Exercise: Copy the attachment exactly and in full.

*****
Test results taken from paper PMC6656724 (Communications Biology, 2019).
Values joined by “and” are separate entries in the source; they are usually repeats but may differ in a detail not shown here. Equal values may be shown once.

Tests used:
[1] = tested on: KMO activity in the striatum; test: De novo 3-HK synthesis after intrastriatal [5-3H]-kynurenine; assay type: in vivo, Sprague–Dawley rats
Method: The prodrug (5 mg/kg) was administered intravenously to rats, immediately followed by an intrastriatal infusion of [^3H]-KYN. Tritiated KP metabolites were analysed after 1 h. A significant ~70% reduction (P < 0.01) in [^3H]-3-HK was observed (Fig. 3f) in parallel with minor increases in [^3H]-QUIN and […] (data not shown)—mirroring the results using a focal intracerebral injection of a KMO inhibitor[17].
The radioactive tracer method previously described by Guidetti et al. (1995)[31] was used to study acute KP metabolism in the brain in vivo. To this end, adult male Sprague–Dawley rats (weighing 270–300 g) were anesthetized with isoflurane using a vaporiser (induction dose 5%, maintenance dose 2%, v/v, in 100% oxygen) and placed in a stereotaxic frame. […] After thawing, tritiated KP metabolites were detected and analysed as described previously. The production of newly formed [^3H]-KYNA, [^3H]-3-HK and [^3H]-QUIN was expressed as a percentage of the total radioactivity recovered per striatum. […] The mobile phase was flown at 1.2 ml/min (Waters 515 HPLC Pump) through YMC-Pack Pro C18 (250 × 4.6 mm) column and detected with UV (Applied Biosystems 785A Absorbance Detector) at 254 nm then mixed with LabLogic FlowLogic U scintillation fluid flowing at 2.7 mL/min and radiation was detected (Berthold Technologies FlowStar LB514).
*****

Test results taken from paper PMC6656724 (Communications Biology, 2019).
Values joined by “and” are separate entries in the source; they are usually repeats but may differ in a detail not shown here. Equal values may be shown once.

Tests used:
[1] = tested on: KMO activity in the striatum; test: De novo 3-HK synthesis after intrastriatal [5-3H]-kynurenine; assay type: in vivo, Sprague–Dawley rats
Method: The prodrug (5 mg/kg) was administered intravenously to rats, immediately followed by an intrastriatal infusion of [^3H]-KYN. Tritiated KP metabolites were analysed after 1 h. A significant ~70% reduction (P < 0.01) in [^3H]-3-HK was observed (Fig. 3f) in parallel with minor increases in [^3H]-QUIN and […] (data not shown)—mirroring the results using a focal intracerebral injection of a KMO inhibitor[17].
The radioactive tracer method previously described by Guidetti et al. (1995)[31] was used to study acute KP metabolism in the brain in vivo. To this end, adult male Sprague–Dawley rats (weighing 270–300 g) were anesthetized with isoflurane using a vaporiser (induction dose 5%, maintenance dose 2%, v/v, in 100% oxygen) and placed in a stereotaxic frame. […] After thawing, tritiated KP metabolites were detected and analysed as described previously. The production of newly formed [^3H]-KYNA, [^3H]-3-HK and [^3H]-QUIN was expressed as a percentage of the total radioactivity recovered per striatum. […] The mobile phase was flown at 1.2 ml/min (Waters 515 HPLC Pump) through YMC-Pack Pro C18 (250 × 4.6 mm) column and detected with UV (Applied Biosystems 785A Absorbance Detector) at 254 nm then mixed with LabLogic FlowLogic U scintillation fluid flowing at 2.7 mL/min and radiation was detected (Berthold Technologies FlowStar LB514).